3. On different occasions, the IACHR has noted its concern regarding the weakening, in some of the region’s countries, of the rule of law, which is an essential prerequisite for the full enjoyment of human rights. During this regular session, the IACHR received information about the rule of law situation in several countries of the region. On this occasion, specific reference will be made to Bolivia, Colombia, Cuba, Haiti, and Venezuela.
4. The IACHR received information about the visit its Executive Secretary made to Bolivia on February 16-20. This visit was made in response to an invitation from the Bolivian government and a resolution by the National Congress recommending that the executive branch “request the presence of the Inter-American Commission on Human Rights of the Organization of American States in order to assist in the investigation” of the serious incidents that occurred during October 2003, in which some 56 people lost their lives. At the hearings, representatives of the Bolivian State and members of civil society alike expressed an interest in having the IACHR conduct an on-site visit to Bolivia. The IACHR studied these invitations and instructed its Executive Secretariat to begin the relevant preparations.
5. With regard to the human rights situation in Colombia, the IACHR received information about violence associated with the armed conflict and the impact it has had on vulnerable groups, such as the country’s indigenous peoples, communities of African origin, and displaced persons, about the conditions faced there by journalists, about ties between the security forces and outlaw groups, and about the continuous violation of basic human rights principles and international humanitarian law by the participants in that conflict. The IACHR again notes its particular concern about the situation of human rights defenders who continue to see the legitimacy of their work questioned by ranking state officials and who still face constant threats and attacks on their lives and persons. In this connection, we are also concerned about the introduction of legislative measures that, if enforced, could affect the enjoyment of fundamental human rights by the country’s inhabitants: these include the granting of powers of a judicial nature to the security forces, the restriction of tutelage remedies, and discussions about curtailing the authority of the Constitutional Court.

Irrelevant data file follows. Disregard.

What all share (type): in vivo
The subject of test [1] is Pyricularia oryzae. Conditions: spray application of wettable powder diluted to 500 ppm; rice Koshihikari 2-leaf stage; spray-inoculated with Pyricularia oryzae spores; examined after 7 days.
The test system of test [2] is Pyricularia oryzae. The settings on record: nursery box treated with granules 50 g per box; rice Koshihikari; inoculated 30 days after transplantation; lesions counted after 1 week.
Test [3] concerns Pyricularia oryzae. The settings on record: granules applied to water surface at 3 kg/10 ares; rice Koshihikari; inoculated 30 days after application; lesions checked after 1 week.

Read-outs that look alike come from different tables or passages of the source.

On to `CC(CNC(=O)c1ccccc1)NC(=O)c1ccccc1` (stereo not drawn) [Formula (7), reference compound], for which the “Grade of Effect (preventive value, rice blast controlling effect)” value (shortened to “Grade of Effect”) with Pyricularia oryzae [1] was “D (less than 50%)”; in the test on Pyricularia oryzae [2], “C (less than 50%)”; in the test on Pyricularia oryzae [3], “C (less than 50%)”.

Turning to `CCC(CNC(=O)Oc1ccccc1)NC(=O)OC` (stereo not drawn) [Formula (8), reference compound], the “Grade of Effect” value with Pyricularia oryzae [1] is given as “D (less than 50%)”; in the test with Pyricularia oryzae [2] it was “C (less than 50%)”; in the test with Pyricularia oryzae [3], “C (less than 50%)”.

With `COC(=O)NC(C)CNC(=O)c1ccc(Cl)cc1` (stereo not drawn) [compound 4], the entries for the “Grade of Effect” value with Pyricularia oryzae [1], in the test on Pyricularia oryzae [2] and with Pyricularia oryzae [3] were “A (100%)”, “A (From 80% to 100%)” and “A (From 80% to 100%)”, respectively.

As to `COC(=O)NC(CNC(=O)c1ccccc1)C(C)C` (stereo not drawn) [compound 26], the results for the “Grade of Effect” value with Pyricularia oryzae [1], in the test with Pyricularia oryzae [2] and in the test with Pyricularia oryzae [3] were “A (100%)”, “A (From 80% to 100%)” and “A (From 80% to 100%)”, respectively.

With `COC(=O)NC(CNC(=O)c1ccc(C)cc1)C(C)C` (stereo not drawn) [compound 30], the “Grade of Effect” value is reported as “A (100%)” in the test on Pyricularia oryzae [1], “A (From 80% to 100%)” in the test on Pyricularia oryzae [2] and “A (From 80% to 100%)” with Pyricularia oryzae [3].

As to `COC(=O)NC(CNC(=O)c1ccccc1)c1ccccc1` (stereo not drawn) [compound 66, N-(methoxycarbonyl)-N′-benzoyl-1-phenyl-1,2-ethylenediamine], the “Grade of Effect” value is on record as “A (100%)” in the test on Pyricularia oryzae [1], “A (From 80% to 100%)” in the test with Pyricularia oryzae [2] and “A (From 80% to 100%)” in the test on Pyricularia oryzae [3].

6. The IACHR also considered the invitation extended by the OAS Permanent Council in resolution CP/RES.859 (1397/04), “Support to the Peace Process in Colombia,” to act as an advisor to the Mission to Support the Peace Process in that country (MAPP/OAS). To quote that resolution, the advice provided is intended to “ensure that the role of the OAS is fully consistent with the obligations of its member states with respect to the effective exercise of human rights and international humanitarian law.” The IACHR analyzed this mandate from the Permanent Council and resolved to work with the MAPP/OAS mission within the constraints of its responsibility for promoting and protecting human rights in the hemisphere and, in particular, in Colombia. The IACHR will forward to the Permanent Council a document explaining the possible forms its involvement may assume, together with the resources it will need.
7. With regard to Cuba, the information received by the IACHR indicates that the prevailing grave situation has not changed: generalized violations of public freedoms, particularly the right of free expression, and the systematic repression of dissidents and independent journalists still take place. This led to the arrest of more than 80 people in March 2003, who were then convicted in unusually swift proceedings and sentenced to lengthy prison terms. The IACHR was told about deplorable detention conditions in Cuba, affecting hundreds of prison inmates. The IACHR will continue to study the general human rights situation in the country, not only in its general reports, but also by means of individual cases and petitions and through precautionary measures.